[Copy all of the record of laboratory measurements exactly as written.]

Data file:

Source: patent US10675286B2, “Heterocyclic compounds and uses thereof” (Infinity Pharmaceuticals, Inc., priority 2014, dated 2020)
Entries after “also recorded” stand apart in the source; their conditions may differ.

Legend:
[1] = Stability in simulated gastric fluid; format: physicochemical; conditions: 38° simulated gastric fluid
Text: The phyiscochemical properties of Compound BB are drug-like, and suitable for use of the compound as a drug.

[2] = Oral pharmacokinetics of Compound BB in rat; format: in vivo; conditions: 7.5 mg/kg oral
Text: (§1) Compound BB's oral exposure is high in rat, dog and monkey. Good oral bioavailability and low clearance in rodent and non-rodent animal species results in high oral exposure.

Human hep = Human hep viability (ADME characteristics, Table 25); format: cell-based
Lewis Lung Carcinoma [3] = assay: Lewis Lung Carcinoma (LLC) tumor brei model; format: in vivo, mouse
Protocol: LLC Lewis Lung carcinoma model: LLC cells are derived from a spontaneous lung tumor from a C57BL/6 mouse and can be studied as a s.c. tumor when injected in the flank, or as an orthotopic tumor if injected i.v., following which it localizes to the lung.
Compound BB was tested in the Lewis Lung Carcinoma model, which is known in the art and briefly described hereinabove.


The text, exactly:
Source: patent US10675286B2, “Heterocyclic compounds and uses thereof” (Infinity Pharmaceuticals, Inc., priority 2014, dated 2020)
Entries after “also recorded” stand apart in the source; their conditions may differ.

Legend:
[1] = Stability in simulated gastric fluid; format: physicochemical; conditions: 38° simulated gastric fluid
Text: The phyiscochemical properties of Compound BB are drug-like, and suitable for use of the compound as a drug.

[2] = Oral pharmacokinetics of Compound BB in rat; format: in vivo; conditions: 7.5 mg/kg oral
Text: (§1) Compound BB's oral exposure is high in rat, dog and monkey. Good oral bioavailability and low clearance in rodent and non-rodent animal species results in high oral exposure.

Human hep = Human hep viability (ADME characteristics, Table 25); format: cell-based
Lewis Lung Carcinoma [3] = assay: Lewis Lung Carcinoma (LLC) tumor brei model; format: in vivo, mouse
Protocol: LLC Lewis Lung carcinoma model: LLC cells are derived from a spontaneous lung tumor from a C57BL/6 mouse and can be studied as a s.c. tumor when injected in the flank, or as an orthotopic tumor if injected i.v., following which it localizes to the lung.
Compound BB was tested in the Lewis Lung Carcinoma model, which is known in the art and briefly described hereinabove.